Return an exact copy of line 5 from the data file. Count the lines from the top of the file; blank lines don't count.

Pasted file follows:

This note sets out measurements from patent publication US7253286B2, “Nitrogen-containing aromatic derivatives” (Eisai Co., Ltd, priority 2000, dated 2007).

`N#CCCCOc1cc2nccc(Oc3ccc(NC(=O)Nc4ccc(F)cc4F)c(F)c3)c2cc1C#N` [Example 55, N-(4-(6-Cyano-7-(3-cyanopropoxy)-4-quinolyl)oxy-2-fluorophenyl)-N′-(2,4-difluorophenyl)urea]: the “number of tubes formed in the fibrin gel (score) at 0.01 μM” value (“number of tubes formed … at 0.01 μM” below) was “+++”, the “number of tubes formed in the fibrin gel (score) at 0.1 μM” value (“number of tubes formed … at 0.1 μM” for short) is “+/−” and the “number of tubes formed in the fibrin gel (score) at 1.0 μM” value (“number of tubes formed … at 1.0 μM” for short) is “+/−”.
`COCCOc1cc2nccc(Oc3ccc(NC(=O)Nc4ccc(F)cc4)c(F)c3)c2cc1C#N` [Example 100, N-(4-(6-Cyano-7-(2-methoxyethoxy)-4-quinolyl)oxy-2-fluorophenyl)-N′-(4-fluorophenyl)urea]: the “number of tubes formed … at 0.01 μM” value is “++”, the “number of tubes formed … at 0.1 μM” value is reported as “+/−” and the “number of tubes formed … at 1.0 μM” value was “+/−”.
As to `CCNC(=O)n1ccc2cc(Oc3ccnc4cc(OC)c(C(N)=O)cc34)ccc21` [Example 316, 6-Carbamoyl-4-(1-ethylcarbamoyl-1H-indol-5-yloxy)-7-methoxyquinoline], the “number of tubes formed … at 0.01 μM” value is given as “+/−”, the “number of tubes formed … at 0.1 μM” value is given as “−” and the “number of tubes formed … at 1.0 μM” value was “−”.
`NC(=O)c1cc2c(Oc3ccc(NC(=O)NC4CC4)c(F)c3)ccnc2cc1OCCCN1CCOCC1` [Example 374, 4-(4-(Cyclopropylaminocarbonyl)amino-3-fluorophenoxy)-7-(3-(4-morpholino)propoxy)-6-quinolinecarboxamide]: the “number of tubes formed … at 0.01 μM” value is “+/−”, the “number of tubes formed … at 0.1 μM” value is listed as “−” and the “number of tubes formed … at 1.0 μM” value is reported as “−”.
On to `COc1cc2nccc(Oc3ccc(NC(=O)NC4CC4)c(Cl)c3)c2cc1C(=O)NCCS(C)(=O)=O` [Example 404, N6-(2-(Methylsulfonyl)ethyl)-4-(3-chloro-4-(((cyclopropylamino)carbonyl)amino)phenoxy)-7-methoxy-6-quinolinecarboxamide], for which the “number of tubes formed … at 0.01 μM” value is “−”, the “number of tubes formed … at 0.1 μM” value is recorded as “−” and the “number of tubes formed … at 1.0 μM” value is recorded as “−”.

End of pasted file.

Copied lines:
`NC(=O)c1cc2c(Oc3ccc(NC(=O)NC4CC4)c(F)c3)ccnc2cc1OCCCN1CCOCC1` [Example 374, 4-(4-(Cyclopropylaminocarbonyl)amino-3-fluorophenoxy)-7-(3-(4-morpholino)propoxy)-6-quinolinecarboxamide]: the “number of tubes formed … at 0.01 μM” value is “+/−”, the “number of tubes formed … at 0.1 μM” value is listed as “−” and the “number of tubes formed … at 1.0 μM” value is reported as “−”.